..................................... Speakers .....................................

am Prof Dr Andreas Maier, University Erlangen-Nürnberg, Germany

Prof. Dr. Andreas Maier studied Computer Science, graduated in 2005, and received his PhD in 2009. From 2005 to 2009 he was working at the Pattern Recognition Lab at the Computer Science Department of the University of Erlangen-Nuremberg. His major research subject was medical signal processing in speech data. In this period, he developed the first online speech intelligibility assessment tool - PEAKS - that has been used to analyze over 4.000 patient and control subjects so far. From 2009 to 2010, he started working on flat-panel C-arm CT as post-doctoral fellow at the Radiological Sciences Laboratory in the Department of Radiology at the Stanford University. From 2011 to 2012 he joined Siemens Healthcare as innovation project manager and was responsible for reconstruction topics in the Angiography and X-ray business unit. In 2012, he returned the University of Erlangen-Nuremberg as head of the Medical Reconstruction Group at the Pattern Recognition lab. In 2015 he became professor and head of the Pattern Recognition Lab. Since 2016, he is member of the steering committee of the European Time Machine Consortium. In 2018, he was awarded an ERC Synergy Grant "4D nanoscope". Current research interests focuses on medical imaging, image and audio processing, digital humanities, and interpretable machine learning and the use of known operators.

jt Prof Dr Jim Torresen , University of Oslo, Norway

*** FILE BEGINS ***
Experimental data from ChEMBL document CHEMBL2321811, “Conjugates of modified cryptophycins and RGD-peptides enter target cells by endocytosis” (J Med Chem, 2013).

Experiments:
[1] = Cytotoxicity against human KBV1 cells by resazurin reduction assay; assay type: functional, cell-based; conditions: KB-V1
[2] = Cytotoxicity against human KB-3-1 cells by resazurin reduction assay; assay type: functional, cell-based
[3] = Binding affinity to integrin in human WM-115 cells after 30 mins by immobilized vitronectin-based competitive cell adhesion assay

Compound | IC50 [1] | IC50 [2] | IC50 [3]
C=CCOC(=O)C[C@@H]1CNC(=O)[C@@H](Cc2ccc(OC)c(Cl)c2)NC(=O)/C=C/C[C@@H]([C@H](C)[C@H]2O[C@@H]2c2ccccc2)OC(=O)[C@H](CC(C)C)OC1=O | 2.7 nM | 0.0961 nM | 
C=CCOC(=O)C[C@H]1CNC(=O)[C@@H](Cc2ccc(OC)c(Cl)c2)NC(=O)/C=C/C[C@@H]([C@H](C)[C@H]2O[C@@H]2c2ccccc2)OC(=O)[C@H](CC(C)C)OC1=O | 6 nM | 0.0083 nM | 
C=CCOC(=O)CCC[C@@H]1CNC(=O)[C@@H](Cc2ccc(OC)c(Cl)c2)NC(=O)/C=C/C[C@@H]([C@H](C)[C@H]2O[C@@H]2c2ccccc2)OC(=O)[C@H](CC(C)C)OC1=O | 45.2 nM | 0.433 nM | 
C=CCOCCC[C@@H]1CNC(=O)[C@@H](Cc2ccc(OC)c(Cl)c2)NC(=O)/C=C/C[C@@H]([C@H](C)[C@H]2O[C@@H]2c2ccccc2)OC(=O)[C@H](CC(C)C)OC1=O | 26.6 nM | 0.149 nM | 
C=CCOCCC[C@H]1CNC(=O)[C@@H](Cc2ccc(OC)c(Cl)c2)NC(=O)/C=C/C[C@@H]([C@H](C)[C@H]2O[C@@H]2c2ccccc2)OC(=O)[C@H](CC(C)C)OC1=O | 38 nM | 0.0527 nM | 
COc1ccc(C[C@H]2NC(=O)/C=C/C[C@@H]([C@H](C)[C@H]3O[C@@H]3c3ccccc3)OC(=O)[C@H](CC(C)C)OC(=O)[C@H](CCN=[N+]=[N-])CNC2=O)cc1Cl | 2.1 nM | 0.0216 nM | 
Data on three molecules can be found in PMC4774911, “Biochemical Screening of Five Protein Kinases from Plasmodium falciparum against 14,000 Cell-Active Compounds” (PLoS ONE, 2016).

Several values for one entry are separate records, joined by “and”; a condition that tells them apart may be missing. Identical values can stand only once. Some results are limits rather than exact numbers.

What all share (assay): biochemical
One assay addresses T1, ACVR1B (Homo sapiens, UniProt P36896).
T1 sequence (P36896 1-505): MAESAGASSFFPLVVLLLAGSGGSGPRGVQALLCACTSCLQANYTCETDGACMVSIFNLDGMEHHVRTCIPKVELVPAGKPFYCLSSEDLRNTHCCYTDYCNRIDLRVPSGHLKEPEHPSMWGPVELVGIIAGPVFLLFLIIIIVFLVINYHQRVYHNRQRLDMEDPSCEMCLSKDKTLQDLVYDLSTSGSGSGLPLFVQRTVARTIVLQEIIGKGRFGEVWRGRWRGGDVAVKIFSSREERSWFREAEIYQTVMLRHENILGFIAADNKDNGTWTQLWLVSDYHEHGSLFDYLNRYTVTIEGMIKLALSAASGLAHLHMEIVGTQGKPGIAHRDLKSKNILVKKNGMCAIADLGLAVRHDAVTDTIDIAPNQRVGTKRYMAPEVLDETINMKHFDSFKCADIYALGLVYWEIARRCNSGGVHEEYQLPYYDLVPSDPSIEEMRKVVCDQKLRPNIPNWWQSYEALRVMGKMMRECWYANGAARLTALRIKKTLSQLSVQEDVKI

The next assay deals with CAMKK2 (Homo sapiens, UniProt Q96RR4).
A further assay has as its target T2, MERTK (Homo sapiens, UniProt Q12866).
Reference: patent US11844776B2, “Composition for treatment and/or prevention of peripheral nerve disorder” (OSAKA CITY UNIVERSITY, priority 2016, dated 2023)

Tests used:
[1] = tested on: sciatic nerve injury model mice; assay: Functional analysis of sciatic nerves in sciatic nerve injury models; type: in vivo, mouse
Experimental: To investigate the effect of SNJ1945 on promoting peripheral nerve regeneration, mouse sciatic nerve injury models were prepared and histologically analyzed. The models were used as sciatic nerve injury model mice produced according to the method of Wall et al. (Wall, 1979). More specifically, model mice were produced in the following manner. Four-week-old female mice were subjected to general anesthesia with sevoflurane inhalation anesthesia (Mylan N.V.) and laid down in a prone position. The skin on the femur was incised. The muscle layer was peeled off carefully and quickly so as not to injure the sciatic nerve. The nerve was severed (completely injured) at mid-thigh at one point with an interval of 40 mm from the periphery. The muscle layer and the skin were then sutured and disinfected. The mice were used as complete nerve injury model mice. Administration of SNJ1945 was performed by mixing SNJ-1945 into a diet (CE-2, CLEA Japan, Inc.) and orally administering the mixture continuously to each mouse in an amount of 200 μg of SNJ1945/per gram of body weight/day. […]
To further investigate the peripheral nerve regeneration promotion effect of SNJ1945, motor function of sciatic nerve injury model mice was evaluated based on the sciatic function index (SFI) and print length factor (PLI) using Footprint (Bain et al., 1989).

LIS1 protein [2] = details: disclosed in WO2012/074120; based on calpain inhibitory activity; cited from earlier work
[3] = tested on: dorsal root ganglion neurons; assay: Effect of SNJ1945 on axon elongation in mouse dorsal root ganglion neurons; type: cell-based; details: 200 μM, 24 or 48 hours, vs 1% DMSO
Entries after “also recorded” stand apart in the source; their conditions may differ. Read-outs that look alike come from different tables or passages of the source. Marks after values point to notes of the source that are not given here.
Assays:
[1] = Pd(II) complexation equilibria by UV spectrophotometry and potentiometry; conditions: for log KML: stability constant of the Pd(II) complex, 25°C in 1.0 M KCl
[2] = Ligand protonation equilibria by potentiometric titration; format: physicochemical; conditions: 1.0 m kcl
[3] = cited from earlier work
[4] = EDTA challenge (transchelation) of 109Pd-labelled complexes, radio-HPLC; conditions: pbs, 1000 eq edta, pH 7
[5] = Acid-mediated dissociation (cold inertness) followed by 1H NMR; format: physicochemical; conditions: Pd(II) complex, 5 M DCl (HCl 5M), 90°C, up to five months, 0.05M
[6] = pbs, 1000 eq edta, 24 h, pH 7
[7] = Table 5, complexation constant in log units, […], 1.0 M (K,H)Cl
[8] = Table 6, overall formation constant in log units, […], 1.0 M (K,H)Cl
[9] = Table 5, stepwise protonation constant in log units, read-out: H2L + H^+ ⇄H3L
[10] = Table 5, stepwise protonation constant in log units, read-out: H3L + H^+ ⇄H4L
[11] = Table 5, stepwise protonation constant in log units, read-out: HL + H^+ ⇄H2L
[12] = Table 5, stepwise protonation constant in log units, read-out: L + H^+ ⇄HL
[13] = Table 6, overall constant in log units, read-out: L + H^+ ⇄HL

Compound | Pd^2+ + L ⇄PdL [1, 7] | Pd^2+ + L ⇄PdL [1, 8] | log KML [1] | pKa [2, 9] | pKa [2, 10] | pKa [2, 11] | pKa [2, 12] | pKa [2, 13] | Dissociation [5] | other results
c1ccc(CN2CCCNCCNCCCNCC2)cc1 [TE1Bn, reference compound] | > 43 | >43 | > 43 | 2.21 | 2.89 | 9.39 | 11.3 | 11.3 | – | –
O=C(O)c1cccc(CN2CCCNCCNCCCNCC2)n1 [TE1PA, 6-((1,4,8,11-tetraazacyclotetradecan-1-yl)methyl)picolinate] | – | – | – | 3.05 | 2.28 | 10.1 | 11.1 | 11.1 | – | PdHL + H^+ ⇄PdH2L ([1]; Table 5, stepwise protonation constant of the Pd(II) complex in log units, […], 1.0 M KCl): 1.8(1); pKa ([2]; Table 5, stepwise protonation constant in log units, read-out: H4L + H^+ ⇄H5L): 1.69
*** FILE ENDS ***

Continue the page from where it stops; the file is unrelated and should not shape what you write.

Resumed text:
Prof Dr Jim Torresen is a professor at University of Oslo where he leads the Robotics and Intelligent Systems research group. He received his M.Sc. and Dr.ing. (Ph.D) degrees in computer architecture and design from the Norwegian University of Science and Technology, University of Trondheim in 1991 and 1996, respectively. He has been employed as a senior hardware designer at NERA Telecommunications (1996-1998) and at Navia Aviation (1998-1999). Since 1999, he has been a professor at the Department of Informatics at the University of Oslo (associate professor 1999-2005). Jim Torresen has been a visiting researcher at Kyoto University, Japan for one year (1993-1994), four months at Electrotechnical laboratory, Tsukuba, Japan (1997 and 2000) and a visiting professor at Cornell University, USA for one year (2010-2011). His research interests at the moment include artificial intelligence, ethical aspects of AI and robotics, machine learning, robotics, and applying this to complex real-world applications. Several novel methods have been proposed. He has published over 200 scientific papers in international journals, books and conference proceedings. 10 tutorials and a number of invited talks have been given at international conferences and research institutes. He is in the program committee of more than ten different international conferences, associate editor of three international scientific journals as well as a regular reviewer of a number of other international journals. He has also acted as an evaluator for proposals in EU FP7 and Horizon2020 and is currently project manager/principal investigator in four externally funded research projects/centres. He is a member of the Norwegian Academy of Technological Sciences (NTVA) and the National Committee for Research Ethics in Science and Technology (NENT) where he is a member of a working group on research ethics for AI.